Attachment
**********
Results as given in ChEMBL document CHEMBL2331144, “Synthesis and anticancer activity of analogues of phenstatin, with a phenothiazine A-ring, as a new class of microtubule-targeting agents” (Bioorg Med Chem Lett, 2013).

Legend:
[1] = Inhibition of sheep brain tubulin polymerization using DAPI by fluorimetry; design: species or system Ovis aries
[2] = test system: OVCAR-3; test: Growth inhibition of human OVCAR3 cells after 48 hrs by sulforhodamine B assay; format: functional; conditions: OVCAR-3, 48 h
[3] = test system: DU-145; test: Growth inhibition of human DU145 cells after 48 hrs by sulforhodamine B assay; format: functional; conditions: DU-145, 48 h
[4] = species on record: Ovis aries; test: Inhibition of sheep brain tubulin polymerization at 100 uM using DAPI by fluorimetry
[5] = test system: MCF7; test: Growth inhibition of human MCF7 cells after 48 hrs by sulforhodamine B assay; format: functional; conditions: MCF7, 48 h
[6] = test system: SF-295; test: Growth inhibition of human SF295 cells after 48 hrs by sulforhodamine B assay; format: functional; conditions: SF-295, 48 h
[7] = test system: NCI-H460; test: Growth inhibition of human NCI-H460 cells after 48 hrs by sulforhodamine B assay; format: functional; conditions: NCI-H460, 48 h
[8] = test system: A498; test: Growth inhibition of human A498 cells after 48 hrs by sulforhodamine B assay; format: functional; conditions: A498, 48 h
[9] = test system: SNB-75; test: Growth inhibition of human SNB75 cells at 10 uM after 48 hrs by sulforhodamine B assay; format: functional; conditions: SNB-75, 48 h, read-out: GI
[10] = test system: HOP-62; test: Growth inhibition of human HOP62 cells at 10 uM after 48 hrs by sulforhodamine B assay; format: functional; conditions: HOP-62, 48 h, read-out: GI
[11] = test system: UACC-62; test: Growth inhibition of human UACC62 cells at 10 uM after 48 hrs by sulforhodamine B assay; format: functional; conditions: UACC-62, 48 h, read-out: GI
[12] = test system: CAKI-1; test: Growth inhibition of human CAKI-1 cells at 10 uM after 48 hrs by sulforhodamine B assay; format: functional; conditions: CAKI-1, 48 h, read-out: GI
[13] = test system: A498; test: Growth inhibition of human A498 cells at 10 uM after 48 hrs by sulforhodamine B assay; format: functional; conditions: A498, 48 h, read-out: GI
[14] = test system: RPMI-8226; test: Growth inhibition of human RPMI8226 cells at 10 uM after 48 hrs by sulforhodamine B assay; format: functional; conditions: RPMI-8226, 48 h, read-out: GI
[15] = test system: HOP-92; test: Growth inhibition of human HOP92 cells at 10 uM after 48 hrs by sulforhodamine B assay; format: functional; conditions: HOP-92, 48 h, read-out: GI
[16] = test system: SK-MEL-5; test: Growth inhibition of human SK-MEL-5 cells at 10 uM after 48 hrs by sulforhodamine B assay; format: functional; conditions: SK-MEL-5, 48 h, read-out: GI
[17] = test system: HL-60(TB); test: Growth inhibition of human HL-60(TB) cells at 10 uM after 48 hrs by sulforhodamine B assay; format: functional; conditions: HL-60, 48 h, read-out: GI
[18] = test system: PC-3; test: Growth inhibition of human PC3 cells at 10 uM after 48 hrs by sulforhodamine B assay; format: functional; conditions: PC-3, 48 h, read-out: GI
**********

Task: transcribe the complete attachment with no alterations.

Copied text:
Results as given in ChEMBL document CHEMBL2331144, “Synthesis and anticancer activity of analogues of phenstatin, with a phenothiazine A-ring, as a new class of microtubule-targeting agents” (Bioorg Med Chem Lett, 2013).

Legend:
[1] = Inhibition of sheep brain tubulin polymerization using DAPI by fluorimetry; design: species or system Ovis aries
[2] = test system: OVCAR-3; test: Growth inhibition of human OVCAR3 cells after 48 hrs by sulforhodamine B assay; format: functional; conditions: OVCAR-3, 48 h
[3] = test system: DU-145; test: Growth inhibition of human DU145 cells after 48 hrs by sulforhodamine B assay; format: functional; conditions: DU-145, 48 h
[4] = species on record: Ovis aries; test: Inhibition of sheep brain tubulin polymerization at 100 uM using DAPI by fluorimetry
[5] = test system: MCF7; test: Growth inhibition of human MCF7 cells after 48 hrs by sulforhodamine B assay; format: functional; conditions: MCF7, 48 h
[6] = test system: SF-295; test: Growth inhibition of human SF295 cells after 48 hrs by sulforhodamine B assay; format: functional; conditions: SF-295, 48 h
[7] = test system: NCI-H460; test: Growth inhibition of human NCI-H460 cells after 48 hrs by sulforhodamine B assay; format: functional; conditions: NCI-H460, 48 h
[8] = test system: A498; test: Growth inhibition of human A498 cells after 48 hrs by sulforhodamine B assay; format: functional; conditions: A498, 48 h
[9] = test system: SNB-75; test: Growth inhibition of human SNB75 cells at 10 uM after 48 hrs by sulforhodamine B assay; format: functional; conditions: SNB-75, 48 h, read-out: GI
[10] = test system: HOP-62; test: Growth inhibition of human HOP62 cells at 10 uM after 48 hrs by sulforhodamine B assay; format: functional; conditions: HOP-62, 48 h, read-out: GI
[11] = test system: UACC-62; test: Growth inhibition of human UACC62 cells at 10 uM after 48 hrs by sulforhodamine B assay; format: functional; conditions: UACC-62, 48 h, read-out: GI
[12] = test system: CAKI-1; test: Growth inhibition of human CAKI-1 cells at 10 uM after 48 hrs by sulforhodamine B assay; format: functional; conditions: CAKI-1, 48 h, read-out: GI
[13] = test system: A498; test: Growth inhibition of human A498 cells at 10 uM after 48 hrs by sulforhodamine B assay; format: functional; conditions: A498, 48 h, read-out: GI
[14] = test system: RPMI-8226; test: Growth inhibition of human RPMI8226 cells at 10 uM after 48 hrs by sulforhodamine B assay; format: functional; conditions: RPMI-8226, 48 h, read-out: GI
[15] = test system: HOP-92; test: Growth inhibition of human HOP92 cells at 10 uM after 48 hrs by sulforhodamine B assay; format: functional; conditions: HOP-92, 48 h, read-out: GI
[16] = test system: SK-MEL-5; test: Growth inhibition of human SK-MEL-5 cells at 10 uM after 48 hrs by sulforhodamine B assay; format: functional; conditions: SK-MEL-5, 48 h, read-out: GI
[17] = test system: HL-60(TB); test: Growth inhibition of human HL-60(TB) cells at 10 uM after 48 hrs by sulforhodamine B assay; format: functional; conditions: HL-60, 48 h, read-out: GI
[18] = test system: PC-3; test: Growth inhibition of human PC3 cells at 10 uM after 48 hrs by sulforhodamine B assay; format: functional; conditions: PC-3, 48 h, read-out: GI